The Center for Electronic Texts in the Humanities was established jointly by Princeton University and Rutgers University in 1991 to provide a national focus for the development, dissemination, and use of electronic texts in the humanities. The Center's primary activities include documenting existing electronic texts, developing a core collection of scholarly texts for access on the Internet, testing and promulgating standards for text encoding, and providing educational programs to support librarians, scholars, and teachers who are developing, maintaining, and providing access to electronic texts. The Center's activities have been supported by grants from the Andrew W. Mellon Foundation, the National Endowment for the Humanities, the New Jersey Committee for the Humanities, and the Booth Ferris Foundation.
In 1991 Princeton and Rutgers universities announced the establishment of the Center for Electronic Texts in the Humanities (CETH), a collaborative project between the state university and the major private university in New Jersey. CETH was to provide a national focus for those involved in the creation, dissemination, and use of electronic texts in the humanities.
The concept for the Center grew from nearly eight years of work spent at Rutgers University Libraries in developing the Inventory of Machine-Readable Texts in the Humanities and the needs that emerged from that experience. The Inventory, begun in 1983 with funding from the Council on Library Resources, provides an online catalog of electronic texts that can be of potential use to researchers in various humanities disciplines. It is maintained on RLIN, the online network of the Research Libraries Group, and is available internationally. By locating texts through the Inventory a researcher can save considerable time because the work of transcribing and encoding a printed text into an electronic format was, and still is, time-consuming and tedious, detracting from research time that could be spent using the text. The Inventory permits large-scale resources to be shared by many who have differing theoretical objectives and are working in diverse computing environments. With the exception of the Oxford Text Archive, begun in 1976, there have been few systematic efforts to make existing electronic texts available for other scholars to use.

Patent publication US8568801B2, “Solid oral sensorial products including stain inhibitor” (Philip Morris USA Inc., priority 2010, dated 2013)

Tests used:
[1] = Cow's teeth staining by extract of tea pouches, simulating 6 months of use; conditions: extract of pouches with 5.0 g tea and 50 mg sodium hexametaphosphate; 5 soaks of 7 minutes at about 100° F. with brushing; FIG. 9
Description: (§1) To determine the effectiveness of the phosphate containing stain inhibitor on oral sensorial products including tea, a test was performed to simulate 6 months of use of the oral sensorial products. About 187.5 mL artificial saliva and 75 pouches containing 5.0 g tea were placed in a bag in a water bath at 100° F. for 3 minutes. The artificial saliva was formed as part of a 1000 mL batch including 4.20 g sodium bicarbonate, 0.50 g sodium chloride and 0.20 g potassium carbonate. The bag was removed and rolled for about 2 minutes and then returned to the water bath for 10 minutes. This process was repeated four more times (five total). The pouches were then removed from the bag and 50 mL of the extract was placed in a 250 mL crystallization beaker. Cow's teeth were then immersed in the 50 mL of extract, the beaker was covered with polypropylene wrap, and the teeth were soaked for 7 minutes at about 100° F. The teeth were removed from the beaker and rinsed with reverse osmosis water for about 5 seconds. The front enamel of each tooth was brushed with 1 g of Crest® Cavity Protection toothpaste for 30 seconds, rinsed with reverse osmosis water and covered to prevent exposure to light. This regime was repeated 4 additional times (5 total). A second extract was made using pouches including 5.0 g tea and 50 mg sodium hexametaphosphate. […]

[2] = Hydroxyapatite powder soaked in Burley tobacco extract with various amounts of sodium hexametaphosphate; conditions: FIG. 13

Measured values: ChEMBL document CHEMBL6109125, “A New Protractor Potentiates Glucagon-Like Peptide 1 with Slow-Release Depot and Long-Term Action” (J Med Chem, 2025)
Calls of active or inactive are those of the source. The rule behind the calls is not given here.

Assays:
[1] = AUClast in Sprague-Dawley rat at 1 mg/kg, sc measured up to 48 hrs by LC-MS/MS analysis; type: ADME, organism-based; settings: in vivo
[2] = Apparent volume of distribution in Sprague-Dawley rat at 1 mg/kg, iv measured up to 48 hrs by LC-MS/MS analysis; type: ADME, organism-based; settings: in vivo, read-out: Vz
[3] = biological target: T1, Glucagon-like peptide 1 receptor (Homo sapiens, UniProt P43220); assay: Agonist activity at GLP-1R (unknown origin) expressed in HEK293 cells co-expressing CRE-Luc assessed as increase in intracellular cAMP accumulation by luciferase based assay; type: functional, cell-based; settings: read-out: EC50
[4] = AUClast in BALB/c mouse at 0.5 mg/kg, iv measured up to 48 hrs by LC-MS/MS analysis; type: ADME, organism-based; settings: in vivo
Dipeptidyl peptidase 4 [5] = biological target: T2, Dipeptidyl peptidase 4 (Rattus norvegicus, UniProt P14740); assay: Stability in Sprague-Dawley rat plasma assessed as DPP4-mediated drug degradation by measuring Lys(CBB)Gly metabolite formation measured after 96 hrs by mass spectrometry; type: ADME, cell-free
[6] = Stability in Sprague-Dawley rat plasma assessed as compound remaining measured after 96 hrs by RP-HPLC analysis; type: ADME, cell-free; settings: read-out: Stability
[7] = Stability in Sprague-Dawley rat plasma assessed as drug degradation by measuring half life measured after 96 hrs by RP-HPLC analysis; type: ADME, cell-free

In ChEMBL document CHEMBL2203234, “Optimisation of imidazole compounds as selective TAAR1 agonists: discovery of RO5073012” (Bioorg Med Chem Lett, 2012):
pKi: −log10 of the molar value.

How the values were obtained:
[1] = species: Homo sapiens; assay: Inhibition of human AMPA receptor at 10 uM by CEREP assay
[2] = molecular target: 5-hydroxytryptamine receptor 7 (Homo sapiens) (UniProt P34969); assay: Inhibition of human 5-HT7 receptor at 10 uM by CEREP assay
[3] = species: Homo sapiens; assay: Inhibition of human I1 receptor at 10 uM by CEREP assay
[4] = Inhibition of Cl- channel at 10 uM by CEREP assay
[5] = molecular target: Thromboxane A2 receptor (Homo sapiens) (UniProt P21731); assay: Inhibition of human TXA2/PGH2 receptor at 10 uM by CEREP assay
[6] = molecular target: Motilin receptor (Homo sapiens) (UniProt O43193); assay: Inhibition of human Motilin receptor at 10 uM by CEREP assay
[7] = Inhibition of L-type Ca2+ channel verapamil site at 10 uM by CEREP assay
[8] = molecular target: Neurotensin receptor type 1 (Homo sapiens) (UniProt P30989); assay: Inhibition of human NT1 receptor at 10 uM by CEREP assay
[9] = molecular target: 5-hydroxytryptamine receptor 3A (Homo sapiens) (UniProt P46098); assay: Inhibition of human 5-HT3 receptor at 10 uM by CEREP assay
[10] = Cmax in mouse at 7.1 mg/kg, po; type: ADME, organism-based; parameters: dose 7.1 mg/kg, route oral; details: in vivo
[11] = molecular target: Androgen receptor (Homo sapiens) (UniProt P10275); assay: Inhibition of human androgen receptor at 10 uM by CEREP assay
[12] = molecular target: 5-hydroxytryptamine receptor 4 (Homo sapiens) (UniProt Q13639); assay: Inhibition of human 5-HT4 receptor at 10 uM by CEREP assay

Earlier compilations of texts were done in an ad hoc fashion for individual or group research projects or were the by-products of a concordance, dictionary, or critical edition publication. There were no recognized procedures for providing access to the texts by others or maintaining them for the long term. There are few, if any, commercially published texts. As a result there were no published bibliographies to document the existence of the texts, as they were in the hands of a few individuals or research institutes. CETH estimates that approximately 95 percent of existing texts are in this uncataloged form.
When sources of texts were identified and compilers asked to send documentation from which a catalog record could be created, several other challenges arose. Most projects were not staffed adequately to provide the desired information. Both large and small projects did not foresee their data being used elsewhere and had not documented their texts extensively. In many cases, when the inventory survey data were received, the information was incomplete or difficult to use. Reference to a source text upon which the electronic version was based was often missing and the encoding practices varied widely, usually depending upon the focus of the particular research project. It became increasingly clear that the reusability of these texts would depend heavily on the documentation of their quality and that standards for encoding and interchange were desperately needed.
After gathering data for the Inventory and after discussions with humanities scholars, other barriers toward advancing scholarship in the humanities through the use of high-quality electronic texts emerged: difficulty in locating electronic texts that could be used or adapted for use in research and/or teaching; a lack of standards for text encoding and interchange that would allow high-quality texts to be produced and shared by others who might or might not be using the same software; the need for better software tools that would advance methodologies in humanities computing beyond those in use for the last thirty or so years; and the lack of educational programs for those interested in developing skills in using computing for humanities research. …